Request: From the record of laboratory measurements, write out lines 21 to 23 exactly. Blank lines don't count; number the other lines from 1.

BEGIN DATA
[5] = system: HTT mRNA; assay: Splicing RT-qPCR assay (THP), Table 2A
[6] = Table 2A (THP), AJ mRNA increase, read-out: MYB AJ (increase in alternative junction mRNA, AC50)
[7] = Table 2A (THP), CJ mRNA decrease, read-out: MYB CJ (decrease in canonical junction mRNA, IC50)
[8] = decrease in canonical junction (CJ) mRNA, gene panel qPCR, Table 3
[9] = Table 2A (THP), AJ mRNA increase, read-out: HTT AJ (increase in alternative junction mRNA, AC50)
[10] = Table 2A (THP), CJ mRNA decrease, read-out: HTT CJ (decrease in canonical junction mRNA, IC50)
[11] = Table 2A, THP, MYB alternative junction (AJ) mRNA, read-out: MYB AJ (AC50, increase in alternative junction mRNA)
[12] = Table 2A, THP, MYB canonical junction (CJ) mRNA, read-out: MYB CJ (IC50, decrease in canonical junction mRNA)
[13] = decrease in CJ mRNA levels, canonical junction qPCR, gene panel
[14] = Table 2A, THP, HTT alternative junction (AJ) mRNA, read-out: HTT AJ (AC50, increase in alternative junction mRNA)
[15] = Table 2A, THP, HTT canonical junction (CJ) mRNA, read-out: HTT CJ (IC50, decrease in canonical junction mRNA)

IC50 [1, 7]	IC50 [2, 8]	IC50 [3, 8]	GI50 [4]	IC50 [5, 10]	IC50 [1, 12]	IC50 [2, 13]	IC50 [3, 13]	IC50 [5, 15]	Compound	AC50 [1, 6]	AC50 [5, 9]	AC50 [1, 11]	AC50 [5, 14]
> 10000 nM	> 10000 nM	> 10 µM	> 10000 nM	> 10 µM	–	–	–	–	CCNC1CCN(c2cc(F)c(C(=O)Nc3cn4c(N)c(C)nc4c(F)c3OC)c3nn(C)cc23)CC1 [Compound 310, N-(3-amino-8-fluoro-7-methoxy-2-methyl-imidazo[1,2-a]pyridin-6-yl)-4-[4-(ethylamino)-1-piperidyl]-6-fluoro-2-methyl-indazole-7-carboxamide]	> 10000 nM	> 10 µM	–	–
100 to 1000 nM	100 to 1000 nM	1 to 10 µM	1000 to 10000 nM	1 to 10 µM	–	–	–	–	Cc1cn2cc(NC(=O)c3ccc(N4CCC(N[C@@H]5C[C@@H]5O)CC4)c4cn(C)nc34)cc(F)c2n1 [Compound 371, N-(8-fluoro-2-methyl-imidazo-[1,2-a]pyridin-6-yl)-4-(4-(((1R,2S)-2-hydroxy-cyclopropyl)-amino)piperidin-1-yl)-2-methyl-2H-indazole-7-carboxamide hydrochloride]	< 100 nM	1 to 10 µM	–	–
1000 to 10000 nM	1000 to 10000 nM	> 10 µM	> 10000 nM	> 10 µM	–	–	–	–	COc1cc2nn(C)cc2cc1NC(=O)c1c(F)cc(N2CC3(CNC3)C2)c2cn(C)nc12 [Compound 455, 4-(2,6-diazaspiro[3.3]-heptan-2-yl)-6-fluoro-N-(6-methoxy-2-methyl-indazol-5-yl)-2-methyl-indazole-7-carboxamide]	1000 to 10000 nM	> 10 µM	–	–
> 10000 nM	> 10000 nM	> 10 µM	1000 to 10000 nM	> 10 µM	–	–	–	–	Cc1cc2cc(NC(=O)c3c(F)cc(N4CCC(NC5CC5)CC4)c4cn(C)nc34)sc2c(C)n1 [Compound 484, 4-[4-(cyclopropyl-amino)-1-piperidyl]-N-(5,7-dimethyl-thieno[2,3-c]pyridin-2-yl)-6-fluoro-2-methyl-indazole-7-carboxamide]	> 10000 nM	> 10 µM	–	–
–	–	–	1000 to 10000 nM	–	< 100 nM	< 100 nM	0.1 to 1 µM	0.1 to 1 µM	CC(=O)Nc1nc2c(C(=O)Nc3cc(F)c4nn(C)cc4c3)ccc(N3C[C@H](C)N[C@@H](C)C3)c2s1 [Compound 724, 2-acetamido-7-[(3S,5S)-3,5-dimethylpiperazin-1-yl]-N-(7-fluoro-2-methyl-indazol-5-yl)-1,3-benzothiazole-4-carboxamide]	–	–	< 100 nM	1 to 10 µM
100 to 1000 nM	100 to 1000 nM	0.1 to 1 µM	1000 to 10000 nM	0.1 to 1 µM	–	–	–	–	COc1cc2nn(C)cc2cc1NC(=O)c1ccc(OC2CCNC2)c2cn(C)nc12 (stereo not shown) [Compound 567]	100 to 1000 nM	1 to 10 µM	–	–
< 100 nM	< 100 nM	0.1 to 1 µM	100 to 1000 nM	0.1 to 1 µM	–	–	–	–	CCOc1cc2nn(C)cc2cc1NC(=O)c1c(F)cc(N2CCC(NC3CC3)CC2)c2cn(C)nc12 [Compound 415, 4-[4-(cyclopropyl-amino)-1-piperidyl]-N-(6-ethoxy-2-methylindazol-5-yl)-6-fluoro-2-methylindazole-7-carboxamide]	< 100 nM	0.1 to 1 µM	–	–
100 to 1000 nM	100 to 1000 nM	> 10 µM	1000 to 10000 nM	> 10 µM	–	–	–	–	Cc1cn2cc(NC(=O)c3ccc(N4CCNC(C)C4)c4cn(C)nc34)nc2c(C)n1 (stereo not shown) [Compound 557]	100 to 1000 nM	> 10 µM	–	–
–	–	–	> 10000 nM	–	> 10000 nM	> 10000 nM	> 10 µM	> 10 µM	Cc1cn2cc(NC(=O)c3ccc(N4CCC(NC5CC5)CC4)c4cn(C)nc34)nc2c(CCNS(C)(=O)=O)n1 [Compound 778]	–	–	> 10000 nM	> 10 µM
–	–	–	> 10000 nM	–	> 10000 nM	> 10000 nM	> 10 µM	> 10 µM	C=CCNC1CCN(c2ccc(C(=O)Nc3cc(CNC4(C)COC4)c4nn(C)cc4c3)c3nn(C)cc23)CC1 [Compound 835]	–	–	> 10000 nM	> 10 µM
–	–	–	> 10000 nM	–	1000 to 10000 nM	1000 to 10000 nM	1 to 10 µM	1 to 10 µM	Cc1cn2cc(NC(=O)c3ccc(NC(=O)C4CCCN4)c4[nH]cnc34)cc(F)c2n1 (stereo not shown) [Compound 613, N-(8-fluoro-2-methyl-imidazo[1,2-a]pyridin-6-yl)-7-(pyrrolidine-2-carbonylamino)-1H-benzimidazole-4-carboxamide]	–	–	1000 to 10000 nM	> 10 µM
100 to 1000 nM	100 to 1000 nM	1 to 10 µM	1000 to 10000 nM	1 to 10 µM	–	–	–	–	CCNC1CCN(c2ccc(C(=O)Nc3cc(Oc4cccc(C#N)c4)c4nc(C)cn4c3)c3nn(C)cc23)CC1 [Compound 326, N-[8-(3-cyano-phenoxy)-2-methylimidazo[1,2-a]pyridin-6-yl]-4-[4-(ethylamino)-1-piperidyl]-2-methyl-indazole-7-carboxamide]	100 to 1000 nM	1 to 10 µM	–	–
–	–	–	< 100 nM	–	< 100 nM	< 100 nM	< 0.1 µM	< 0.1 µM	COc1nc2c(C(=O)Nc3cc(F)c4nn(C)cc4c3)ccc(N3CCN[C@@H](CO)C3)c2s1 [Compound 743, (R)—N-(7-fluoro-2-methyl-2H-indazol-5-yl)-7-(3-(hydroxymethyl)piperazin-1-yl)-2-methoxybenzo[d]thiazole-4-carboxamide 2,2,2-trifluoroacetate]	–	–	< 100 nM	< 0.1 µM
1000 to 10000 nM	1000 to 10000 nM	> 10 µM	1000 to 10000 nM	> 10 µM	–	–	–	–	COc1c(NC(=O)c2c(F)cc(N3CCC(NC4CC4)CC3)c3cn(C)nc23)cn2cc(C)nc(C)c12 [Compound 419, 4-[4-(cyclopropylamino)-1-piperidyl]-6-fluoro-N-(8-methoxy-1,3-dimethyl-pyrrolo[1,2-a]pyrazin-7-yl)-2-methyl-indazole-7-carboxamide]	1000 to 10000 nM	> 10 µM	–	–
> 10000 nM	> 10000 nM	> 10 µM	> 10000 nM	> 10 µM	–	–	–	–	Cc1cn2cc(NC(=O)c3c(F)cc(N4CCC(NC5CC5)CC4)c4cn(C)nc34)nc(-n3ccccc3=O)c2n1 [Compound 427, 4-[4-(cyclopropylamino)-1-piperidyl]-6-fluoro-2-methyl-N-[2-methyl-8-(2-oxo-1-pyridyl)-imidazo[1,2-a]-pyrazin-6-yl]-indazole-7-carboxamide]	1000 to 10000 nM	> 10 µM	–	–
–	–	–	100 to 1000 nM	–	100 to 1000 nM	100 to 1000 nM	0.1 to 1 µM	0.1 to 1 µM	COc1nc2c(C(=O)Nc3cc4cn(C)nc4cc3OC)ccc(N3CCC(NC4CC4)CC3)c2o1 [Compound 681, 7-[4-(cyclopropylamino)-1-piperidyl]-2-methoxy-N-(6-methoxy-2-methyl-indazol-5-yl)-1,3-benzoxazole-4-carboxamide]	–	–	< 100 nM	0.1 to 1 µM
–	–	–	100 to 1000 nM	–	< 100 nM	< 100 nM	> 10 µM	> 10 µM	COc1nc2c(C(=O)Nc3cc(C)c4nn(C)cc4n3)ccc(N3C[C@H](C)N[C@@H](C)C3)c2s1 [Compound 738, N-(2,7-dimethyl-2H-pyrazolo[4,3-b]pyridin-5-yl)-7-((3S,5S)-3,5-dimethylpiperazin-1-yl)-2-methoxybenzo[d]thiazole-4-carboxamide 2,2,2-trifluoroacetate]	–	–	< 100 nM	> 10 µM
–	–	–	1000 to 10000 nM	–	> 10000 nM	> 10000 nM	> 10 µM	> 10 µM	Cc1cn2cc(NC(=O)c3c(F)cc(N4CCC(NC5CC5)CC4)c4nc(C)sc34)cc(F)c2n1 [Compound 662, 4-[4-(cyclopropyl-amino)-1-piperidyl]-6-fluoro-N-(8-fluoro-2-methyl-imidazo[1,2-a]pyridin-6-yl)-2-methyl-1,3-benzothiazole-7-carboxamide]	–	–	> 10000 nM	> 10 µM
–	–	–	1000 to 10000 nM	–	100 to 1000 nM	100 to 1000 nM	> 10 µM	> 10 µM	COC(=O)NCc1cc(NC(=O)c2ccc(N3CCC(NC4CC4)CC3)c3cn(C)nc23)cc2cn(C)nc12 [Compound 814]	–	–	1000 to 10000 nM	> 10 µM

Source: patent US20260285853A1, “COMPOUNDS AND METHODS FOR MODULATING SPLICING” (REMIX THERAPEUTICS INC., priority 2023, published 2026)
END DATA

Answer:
–	–	–	> 10000 nM	–	> 10000 nM	> 10000 nM	> 10 µM	> 10 µM	Cc1cn2cc(NC(=O)c3ccc(N4CCC(NC5CC5)CC4)c4cn(C)nc34)nc2c(CCNS(C)(=O)=O)n1 [Compound 778]	–	–	> 10000 nM	> 10 µM
–	–	–	> 10000 nM	–	> 10000 nM	> 10000 nM	> 10 µM	> 10 µM	C=CCNC1CCN(c2ccc(C(=O)Nc3cc(CNC4(C)COC4)c4nn(C)cc4c3)c3nn(C)cc23)CC1 [Compound 835]	–	–	> 10000 nM	> 10 µM
–	–	–	> 10000 nM	–	1000 to 10000 nM	1000 to 10000 nM	1 to 10 µM	1 to 10 µM	Cc1cn2cc(NC(=O)c3ccc(NC(=O)C4CCCN4)c4[nH]cnc34)cc(F)c2n1 (stereo not shown) [Compound 613, N-(8-fluoro-2-methyl-imidazo[1,2-a]pyridin-6-yl)-7-(pyrrolidine-2-carbonylamino)-1H-benzimidazole-4-carboxamide]	–	–	1000 to 10000 nM	> 10 µM